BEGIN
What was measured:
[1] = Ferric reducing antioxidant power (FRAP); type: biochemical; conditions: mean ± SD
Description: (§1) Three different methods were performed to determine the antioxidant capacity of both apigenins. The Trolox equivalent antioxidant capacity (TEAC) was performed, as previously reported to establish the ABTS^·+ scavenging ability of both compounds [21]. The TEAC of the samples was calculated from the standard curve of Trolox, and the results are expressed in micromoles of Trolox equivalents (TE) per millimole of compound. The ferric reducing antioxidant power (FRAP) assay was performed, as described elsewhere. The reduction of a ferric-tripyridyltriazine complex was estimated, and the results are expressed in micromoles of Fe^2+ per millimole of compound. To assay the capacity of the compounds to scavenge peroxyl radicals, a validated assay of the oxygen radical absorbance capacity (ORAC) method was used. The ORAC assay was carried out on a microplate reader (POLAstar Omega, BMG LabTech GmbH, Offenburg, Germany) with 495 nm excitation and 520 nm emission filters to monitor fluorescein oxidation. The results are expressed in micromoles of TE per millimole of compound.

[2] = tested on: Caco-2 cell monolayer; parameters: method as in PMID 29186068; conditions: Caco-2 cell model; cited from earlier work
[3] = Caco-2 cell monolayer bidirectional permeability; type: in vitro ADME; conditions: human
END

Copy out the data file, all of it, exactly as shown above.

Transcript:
What was measured:
[1] = Ferric reducing antioxidant power (FRAP); type: biochemical; conditions: mean ± SD
Description: (§1) Three different methods were performed to determine the antioxidant capacity of both apigenins. The Trolox equivalent antioxidant capacity (TEAC) was performed, as previously reported to establish the ABTS^·+ scavenging ability of both compounds [21]. The TEAC of the samples was calculated from the standard curve of Trolox, and the results are expressed in micromoles of Trolox equivalents (TE) per millimole of compound. The ferric reducing antioxidant power (FRAP) assay was performed, as described elsewhere. The reduction of a ferric-tripyridyltriazine complex was estimated, and the results are expressed in micromoles of Fe^2+ per millimole of compound. To assay the capacity of the compounds to scavenge peroxyl radicals, a validated assay of the oxygen radical absorbance capacity (ORAC) method was used. The ORAC assay was carried out on a microplate reader (POLAstar Omega, BMG LabTech GmbH, Offenburg, Germany) with 495 nm excitation and 520 nm emission filters to monitor fluorescein oxidation. The results are expressed in micromoles of TE per millimole of compound.

[2] = tested on: Caco-2 cell monolayer; parameters: method as in PMID 29186068; conditions: Caco-2 cell model; cited from earlier work
[3] = Caco-2 cell monolayer bidirectional permeability; type: in vitro ADME; conditions: human